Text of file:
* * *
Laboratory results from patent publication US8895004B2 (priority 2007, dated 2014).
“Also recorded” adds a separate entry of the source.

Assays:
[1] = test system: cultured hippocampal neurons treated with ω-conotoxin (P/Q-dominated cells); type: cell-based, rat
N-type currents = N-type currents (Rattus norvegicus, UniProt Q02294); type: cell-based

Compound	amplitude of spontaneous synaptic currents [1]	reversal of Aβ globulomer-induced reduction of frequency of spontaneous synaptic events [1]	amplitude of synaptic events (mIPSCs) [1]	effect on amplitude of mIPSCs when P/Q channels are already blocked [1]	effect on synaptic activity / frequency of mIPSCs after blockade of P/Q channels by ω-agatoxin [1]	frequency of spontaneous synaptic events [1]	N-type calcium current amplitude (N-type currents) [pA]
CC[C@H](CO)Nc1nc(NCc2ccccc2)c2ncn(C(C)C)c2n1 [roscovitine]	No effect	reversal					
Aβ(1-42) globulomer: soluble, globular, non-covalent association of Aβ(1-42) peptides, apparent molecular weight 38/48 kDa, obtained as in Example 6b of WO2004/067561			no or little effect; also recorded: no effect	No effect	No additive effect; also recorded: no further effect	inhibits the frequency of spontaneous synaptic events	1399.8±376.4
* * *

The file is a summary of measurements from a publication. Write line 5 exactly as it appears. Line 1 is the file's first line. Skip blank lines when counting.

N-type currents = N-type currents (Rattus norvegicus, UniProt Q02294); type: cell-based